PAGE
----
Liminality is a word that refers to the threshold between in-between times, places, states of being, states of mind, modes of perception, conditions of existence and emanations of the soul. Hypnagogic hallucinations are sensory phantoms lingering in the gate between the dream-state (Theta-wave) and ordinary Beta-wave wakefulness. Whatever their nature, they vanish when the person is fully awake. This is a liminal experience I've had several times. I hear a familiar voice call my name as I wake up, what sounds like my father's voice or my own. The hypnagogic state is like being submerged in water, and it really does feel like I'm swimming back to the surface of the waking world. There is a sense of awe coupled with an adrenal jolt of terror, of having poked through an invisible veil. It doesn't last more than a few seconds, with no lingering effects other than the memory of it happening. When being baptized with water and the Holy Spirit, how long is the person completely submerged? Just long enough to get soaked. But between submersion (death of the old) and resurfacing (birth of the new) there is an interstice in which the baptismal waters have not yet yielded new life nor have they produced the new creature. That is liminality. It's as chronologically insignificant as the evaporating dream-state, yet in the Kingdom of Heaven it resounds forever.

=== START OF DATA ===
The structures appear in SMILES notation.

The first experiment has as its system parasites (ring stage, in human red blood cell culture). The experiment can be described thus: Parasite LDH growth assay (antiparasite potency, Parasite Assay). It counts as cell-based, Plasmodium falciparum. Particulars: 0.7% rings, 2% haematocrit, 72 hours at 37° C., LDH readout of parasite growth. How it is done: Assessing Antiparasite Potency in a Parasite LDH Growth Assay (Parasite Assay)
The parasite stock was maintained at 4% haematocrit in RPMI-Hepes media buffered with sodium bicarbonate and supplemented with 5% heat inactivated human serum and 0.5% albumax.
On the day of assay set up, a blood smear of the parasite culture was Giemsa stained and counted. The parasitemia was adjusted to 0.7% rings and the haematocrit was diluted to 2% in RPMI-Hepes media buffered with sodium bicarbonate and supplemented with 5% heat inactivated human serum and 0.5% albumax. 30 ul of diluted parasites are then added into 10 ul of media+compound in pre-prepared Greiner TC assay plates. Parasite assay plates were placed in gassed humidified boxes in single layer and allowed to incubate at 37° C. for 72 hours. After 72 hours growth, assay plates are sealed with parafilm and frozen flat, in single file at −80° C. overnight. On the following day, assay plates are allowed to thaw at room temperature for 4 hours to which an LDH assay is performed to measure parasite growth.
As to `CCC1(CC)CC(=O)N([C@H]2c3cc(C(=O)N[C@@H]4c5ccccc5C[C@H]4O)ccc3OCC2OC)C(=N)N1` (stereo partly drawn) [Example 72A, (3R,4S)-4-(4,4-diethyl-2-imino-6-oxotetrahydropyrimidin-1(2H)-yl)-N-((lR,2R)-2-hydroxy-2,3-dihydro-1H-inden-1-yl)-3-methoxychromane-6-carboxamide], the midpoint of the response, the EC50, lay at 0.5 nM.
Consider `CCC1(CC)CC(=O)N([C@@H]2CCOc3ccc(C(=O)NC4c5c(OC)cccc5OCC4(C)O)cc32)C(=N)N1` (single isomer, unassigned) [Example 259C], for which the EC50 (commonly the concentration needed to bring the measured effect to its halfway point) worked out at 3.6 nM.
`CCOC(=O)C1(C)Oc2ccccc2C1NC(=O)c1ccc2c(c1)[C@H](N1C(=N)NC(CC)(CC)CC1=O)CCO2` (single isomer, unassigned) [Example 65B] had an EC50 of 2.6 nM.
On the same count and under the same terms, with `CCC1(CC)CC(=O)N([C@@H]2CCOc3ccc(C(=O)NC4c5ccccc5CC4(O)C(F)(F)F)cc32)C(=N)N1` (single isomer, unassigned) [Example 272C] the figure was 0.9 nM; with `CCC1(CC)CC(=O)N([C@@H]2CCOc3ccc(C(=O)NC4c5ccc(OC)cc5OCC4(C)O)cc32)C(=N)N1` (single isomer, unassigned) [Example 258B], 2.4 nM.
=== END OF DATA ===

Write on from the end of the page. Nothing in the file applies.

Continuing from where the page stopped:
Like amphibians, Christians are of two worlds. We are flesh and spirit, and we are also the unquiet boundary between the two. We are a liminality pondering its own existence, feeling its own hateful sting. The God-shaped hole we hear so much about was left in us by God Himself, if you can believe it. I think this hole is actually a ragged necrotized wound, a site of existential trauma incurred when Eden sank to grief and the serpent's fangs delivered their venom. In this this life we know to work out our salvation through fear and trembling, but is there a particular moment that signifies it? When Christian friends ask about the moment we knew we were saved, what reply do we give? I knew about God long before I actually met Him. I suspect He was with me long before I understood who He was or that He had taken an interest in me.